Lessons from a Bad Mentor

Robert Ramos |

We all have positive role models and mentors in our lives. These people set wonderful examples for us to follow and they demanded that we in turn set good examples for others. They are the ones we remember with fondness and to whom we owe our eternal thanks.

Then there are those on the other side of the spectrum; the bad mentors and the rotten examples. These people have massively overinflated egos, treat others like servants and value those around them by the size of their wallets.

What many young people may not understand is that there are lessons to be learned from both types of mentors. We learn how to act and how not to act. We learn how to be good citizens of our society. We learn the negative impacts of selfishness and self importance.

Joyce and I had the “privilege” of re-learning lessons from a bad mentor recently. We were at a conference and one of our bad mentors was there. Prior to accepting the invitation to the event we agreed that we would not let the unpleasantness of the past mar our attendance.   

However, the way we run our business and treat our clients is a result of watching him run his business and treat his clients. We learned what we did not want to be by observing him. Over the years, our assistants have been integral parts of our team. Their input is requested. They are not replaceable minions who work perform their tasks out of fear.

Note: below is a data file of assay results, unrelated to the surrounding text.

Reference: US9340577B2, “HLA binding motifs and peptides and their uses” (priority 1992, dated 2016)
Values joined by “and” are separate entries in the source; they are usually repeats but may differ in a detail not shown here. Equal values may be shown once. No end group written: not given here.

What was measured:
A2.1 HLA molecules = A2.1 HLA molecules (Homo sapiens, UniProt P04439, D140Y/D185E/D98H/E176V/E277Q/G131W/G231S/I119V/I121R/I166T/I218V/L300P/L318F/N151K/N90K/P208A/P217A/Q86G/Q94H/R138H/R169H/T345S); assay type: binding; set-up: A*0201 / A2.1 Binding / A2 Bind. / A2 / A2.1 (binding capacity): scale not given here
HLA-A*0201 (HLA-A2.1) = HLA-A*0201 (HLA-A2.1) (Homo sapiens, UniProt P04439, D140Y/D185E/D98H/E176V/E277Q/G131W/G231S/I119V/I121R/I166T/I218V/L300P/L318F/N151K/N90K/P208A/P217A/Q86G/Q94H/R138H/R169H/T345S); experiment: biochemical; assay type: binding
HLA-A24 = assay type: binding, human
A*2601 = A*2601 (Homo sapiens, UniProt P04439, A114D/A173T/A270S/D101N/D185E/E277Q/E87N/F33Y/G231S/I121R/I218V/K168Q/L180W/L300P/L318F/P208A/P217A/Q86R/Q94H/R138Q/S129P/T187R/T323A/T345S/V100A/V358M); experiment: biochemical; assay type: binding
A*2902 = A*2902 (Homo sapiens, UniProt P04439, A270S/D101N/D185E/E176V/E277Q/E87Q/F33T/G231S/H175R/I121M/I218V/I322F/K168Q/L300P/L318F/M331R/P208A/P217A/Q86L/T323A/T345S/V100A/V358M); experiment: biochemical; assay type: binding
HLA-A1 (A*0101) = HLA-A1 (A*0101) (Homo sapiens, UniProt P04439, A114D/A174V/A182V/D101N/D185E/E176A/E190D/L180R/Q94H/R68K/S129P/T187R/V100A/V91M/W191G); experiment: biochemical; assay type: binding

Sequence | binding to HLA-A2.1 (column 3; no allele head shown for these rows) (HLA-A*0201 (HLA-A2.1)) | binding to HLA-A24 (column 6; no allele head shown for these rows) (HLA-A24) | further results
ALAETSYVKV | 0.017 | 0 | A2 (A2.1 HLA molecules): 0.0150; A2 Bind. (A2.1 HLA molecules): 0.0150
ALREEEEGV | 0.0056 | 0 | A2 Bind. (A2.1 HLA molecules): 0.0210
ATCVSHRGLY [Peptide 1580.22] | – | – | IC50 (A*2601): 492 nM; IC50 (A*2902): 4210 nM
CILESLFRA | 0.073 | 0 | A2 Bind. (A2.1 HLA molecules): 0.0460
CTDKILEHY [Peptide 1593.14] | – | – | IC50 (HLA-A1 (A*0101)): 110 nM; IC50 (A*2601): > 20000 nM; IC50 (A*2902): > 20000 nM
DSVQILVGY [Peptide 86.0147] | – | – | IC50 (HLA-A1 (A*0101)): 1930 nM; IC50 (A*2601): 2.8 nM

We treat our clients the way we would expect another advisor to treat our mothers. We respect their time, we make sure they understand a point before moving to the next, we return calls or emails promptly and we listen.

At the conference, we avoided our Bad Mentor but we watched and observed. We watched as he arrived late and walked to an open seat as close to the front as possible. As we listened to the speakers on stage, Bad Mentor turned his back to the speaker and spent his time with his head buried in his tablet or phone. Bad Mentor, as always, was purely focused on Bad Mentor. He was oblivious to how rude he was to the speakers and to the others sitting at his table. The character traits we knew so well 20 years ago are still in place today.

We are posting this as a learning experience for the next generation coming into this profession. Ours is a wonderful career that has rewards far beyond the financial. You will have good mentors and bad ones. Each will present learning opportunities. It is up to you to decide how to use the lessons they teach you.